First published in the Civil and Military Gazette, 29 January 1890. Collected Volume IX, No. 62 of Turn-overs, 1890, and in Abaft the Funnel (Unauthorised and Authorised Editions), 1909.
Kipling had been living in Villiers Street, London for three months before this story was first published, after his return to England from India in 1889.
The narrator hears the news from several acquaintances of the death of an architect who lived near them. Mr Strangeways, the deceased, was almost 70 years old; died after a brief illness in the comfort of his own home surrounded by his family; left a wife who was well-provided for; and knew that his latest designs had been accepted by the Burgoyne Cathedral.
As the details come out, the narrator contrasts the life and death of Mr Strangeways with those of his Anglo-Indian acquaintances who tend to die young and alone; leave their families, if they should have any, unprovided for; don’t have time to arrange their affairs; and leave work unfinished.
The narrator concludes that the expressions of shock and dismay expressed by his acquaintances are anything but grief for the death of a man, but fear as a result of the reminder that they are not immortal and will return to dust in due course.
This is an essay that contrasts the easy deaths of the English with that of the Colonial, epitomised by Yardley-Orde in “The Head of the District”. He dies on one side of the flooded river Indus whilst his wife waits for him on the other. To his assistant Tallantyre:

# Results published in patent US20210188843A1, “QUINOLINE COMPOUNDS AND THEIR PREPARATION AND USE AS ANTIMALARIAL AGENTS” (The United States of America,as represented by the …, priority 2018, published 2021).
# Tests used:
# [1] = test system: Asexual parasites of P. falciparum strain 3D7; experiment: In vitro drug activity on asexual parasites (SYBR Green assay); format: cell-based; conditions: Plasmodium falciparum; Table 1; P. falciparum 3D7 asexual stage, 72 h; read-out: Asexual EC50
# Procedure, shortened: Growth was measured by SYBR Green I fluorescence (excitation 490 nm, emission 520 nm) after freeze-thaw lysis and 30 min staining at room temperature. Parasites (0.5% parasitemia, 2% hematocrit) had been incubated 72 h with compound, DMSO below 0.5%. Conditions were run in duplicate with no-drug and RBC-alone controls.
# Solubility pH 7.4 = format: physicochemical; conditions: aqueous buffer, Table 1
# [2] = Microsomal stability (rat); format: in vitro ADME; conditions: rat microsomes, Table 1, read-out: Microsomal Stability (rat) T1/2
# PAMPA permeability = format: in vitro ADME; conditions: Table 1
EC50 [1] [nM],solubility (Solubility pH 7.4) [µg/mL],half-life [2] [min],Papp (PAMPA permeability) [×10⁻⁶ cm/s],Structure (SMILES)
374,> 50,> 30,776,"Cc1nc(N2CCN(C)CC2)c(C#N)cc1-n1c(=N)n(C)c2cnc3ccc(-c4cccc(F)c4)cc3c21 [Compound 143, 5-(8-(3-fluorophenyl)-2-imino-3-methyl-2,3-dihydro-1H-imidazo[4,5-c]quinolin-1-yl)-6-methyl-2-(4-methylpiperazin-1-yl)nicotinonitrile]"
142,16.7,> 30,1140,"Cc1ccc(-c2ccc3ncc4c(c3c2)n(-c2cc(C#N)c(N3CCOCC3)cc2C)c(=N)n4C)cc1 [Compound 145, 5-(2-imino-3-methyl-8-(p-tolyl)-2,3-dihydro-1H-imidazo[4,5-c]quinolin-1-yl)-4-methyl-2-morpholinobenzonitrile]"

‘It isn’t that I mind dying,’ he said. ‘It’s leaving Polly and the district. Thank God! we have no children. Dick, you know, I’m dipped—awfully dipped—debts in my first five years’ service. It isn’t much of a pension, but enough for her. She has her mother at home. Getting there is the difficulty. And—and—you see, not being a soldier’s wife—’
‘We’ll arrange the passage home, of course,’ said Tallantire quietly.
‘It’s not nice to think of sending round the hat; but, good Lord! how many men I lie here and remember that had to do it! Morten’s dead—he was of my year. Shaughnessy is dead, and he had children; I remember he used to read us their school-letters; what a bore we thought him! Evans is dead—Kot-Kumharsen killed him! Ricketts of Myndonie is dead—and I’m going too. “Man that is born of a woman is small potatoes and few in the hill.”
(see the Notes on “The Head of the District”).
“The Head of the District” first appeared in Macmillan’s Magazine for January 1890, in the same month and year as “A Death in the Camp”, although in a different continent.
Angus Wilson, in The Strange Ride of Rudyard Kipling, is the only critic that this Editor has found who summarises the story of “A Death in the Camp”, commenting that:
. . . in a score or more of his stories of Indian life that he gave to the English reading public in the early nineties he tells them of Death ever present, death of children, death of young men on the edge of attainment or at the peak of their powers … the refusal to face death as inevitable is something that strikes him most forcibly, in contrast to India. (pp.150-151).
©David Page 2007 All rights reserved